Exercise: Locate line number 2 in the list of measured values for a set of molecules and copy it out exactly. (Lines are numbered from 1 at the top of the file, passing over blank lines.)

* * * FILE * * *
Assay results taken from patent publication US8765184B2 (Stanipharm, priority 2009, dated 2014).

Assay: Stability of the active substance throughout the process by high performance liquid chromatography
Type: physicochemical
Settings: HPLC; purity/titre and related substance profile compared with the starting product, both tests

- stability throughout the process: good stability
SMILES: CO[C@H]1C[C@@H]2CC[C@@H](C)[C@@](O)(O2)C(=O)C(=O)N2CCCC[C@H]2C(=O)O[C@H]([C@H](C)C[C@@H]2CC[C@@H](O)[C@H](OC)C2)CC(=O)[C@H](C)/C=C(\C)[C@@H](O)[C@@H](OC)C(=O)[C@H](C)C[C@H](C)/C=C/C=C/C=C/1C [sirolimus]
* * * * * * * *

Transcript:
Assay: Stability of the active substance throughout the process by high performance liquid chromatography